The old adage ‘give a man a fish and you feed him for a day, teach a man to fish and you feed him for a lifetime’, aptly sums up Nyarai Kaliati’s life. A mother of three, Nyarai used to rely on her husband for her family’s upkeep. Patriarchy taught her to submit to her husband and she expected him to provide everything for the family. But Nyarai had never really accepted that situation and often argued with her husband, as she wanted him to account for every cent he earned. This did not go down well with him.
Fate stepped in when her husband suffered a stroke, leaving Nyarai to fend for the family. Luckily for her, the SAfAIDS Irish Aid programme that supports vulnerable families with livelihood programmes came to her area and she was enrolled through SAfAIDS partner, Ndaiziva Capacity Development Trust.
Each of the five women identified received $30 to embark on a project of their choice. Determined to succeed, Nyarai grabbed the opportunity.
Ndaiziva nurtured her livelihood skills and she eventually embarked on craft making. She is now in business making elegant beaded bags, bracelets and crocheted goods, which she sells in her community. She is also making rosaries that she sells during church services and at women’s gatherings.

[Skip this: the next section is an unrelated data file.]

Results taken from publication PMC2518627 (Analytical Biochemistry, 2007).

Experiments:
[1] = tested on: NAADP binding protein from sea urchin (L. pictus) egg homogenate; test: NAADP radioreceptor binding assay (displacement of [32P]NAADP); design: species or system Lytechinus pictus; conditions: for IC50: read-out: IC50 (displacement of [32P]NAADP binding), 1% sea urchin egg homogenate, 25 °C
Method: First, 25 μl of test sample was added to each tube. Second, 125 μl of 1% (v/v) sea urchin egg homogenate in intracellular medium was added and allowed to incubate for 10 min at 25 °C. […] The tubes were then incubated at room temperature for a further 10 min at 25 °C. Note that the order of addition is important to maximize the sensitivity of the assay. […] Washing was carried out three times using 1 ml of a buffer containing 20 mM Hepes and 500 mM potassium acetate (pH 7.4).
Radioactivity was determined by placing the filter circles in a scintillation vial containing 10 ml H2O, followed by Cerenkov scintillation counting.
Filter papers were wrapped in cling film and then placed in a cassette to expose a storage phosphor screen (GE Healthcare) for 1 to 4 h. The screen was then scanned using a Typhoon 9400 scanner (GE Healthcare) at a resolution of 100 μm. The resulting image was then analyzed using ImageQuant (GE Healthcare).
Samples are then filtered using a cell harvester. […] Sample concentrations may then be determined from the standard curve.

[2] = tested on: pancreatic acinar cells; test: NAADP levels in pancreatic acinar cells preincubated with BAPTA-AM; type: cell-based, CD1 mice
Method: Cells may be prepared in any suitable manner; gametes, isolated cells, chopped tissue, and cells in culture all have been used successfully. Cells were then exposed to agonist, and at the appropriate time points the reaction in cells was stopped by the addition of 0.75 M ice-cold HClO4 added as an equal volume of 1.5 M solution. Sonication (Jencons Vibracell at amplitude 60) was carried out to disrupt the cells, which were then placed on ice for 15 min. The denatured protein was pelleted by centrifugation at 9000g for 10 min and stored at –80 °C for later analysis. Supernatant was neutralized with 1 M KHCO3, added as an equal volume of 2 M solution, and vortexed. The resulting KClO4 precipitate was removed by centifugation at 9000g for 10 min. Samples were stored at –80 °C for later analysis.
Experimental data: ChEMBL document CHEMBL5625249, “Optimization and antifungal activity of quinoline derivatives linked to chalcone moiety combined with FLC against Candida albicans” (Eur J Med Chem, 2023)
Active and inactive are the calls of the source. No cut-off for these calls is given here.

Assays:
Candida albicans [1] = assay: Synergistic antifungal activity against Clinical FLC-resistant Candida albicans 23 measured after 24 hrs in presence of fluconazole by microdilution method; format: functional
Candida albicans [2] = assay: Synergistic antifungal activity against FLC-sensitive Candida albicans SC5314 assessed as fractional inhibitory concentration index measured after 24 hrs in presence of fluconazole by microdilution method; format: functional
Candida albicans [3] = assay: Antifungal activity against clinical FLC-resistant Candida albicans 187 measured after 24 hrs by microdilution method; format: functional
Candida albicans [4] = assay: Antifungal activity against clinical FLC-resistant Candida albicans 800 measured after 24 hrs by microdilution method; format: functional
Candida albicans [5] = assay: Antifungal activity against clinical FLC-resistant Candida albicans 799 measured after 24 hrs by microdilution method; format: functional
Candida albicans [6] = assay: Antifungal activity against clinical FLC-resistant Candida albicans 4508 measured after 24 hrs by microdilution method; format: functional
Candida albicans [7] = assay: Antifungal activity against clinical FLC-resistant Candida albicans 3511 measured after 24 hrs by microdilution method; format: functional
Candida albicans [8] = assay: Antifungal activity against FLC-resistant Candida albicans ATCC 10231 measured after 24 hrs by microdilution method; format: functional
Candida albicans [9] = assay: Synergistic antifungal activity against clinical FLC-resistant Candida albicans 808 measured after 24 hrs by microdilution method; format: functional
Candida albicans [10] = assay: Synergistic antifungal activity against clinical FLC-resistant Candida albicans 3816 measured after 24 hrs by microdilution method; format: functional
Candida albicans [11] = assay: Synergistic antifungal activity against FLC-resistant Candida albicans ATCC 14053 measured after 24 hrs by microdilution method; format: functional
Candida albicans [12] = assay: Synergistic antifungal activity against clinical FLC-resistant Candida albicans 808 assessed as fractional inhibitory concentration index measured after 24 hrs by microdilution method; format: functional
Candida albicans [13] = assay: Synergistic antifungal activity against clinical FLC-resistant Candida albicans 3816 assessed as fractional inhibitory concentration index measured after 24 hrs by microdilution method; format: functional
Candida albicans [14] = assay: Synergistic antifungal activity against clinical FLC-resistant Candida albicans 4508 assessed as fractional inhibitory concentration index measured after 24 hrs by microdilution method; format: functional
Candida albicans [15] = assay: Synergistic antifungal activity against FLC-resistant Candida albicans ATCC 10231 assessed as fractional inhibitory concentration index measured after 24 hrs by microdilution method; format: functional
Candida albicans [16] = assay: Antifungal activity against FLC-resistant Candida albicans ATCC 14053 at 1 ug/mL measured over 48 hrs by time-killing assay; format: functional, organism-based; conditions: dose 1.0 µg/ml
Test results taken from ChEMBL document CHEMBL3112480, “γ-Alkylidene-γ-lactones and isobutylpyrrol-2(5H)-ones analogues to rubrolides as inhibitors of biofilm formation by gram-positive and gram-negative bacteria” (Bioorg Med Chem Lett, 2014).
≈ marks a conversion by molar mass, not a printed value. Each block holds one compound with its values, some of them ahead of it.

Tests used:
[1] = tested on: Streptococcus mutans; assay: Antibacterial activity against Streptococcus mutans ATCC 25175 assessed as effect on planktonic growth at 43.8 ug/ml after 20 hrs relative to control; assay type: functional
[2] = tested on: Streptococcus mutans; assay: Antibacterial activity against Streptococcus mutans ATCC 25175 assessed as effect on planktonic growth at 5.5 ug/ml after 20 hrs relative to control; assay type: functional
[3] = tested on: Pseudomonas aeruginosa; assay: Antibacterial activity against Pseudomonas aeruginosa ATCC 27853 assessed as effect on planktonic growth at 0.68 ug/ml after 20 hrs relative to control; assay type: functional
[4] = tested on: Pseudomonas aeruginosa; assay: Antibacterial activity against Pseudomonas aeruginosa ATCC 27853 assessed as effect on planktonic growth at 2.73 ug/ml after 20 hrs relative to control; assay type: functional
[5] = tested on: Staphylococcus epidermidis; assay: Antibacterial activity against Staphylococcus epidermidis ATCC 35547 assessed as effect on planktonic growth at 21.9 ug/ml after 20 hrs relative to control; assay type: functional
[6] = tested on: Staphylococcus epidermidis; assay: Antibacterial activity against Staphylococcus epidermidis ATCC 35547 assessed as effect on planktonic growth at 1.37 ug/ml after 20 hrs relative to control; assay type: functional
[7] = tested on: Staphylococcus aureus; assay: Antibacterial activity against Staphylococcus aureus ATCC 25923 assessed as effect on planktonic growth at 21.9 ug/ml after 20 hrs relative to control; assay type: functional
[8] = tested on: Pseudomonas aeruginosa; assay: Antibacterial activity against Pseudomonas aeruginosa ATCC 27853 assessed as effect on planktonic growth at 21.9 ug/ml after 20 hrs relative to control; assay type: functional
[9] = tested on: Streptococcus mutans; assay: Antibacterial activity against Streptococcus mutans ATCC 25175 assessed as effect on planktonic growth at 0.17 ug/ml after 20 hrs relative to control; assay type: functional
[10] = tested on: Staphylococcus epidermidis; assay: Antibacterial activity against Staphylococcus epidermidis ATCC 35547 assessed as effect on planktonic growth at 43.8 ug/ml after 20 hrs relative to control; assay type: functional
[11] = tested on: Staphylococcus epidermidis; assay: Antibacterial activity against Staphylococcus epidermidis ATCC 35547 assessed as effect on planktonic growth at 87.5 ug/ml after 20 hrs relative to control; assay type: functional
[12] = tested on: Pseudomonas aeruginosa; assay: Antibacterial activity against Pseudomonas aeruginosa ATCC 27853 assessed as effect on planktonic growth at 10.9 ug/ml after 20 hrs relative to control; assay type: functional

Making waves at the Harare Agricultural show
Nyarai attended the just-ended Harare Agricultural Show with SAfAIDS and Ndaiziva, where she had the opportunity to exhibit her accessories and advertise her amazing work.
“I thank SAfAIDS and Ndaiziva for giving us the opportunity to become independent women who strive to support the family. Although my husband is still not well, we never run out of food because l am now bringing money home through craftwork.’’
In addition to livelihood skills, the Irish Aid funded programme also taught her how to address gender-based violence in homes and in communities.
The programme’s aim is to support vulnerable households and reduce poverty and the risk of HIV and GBV for women, orphans and vulnerable children.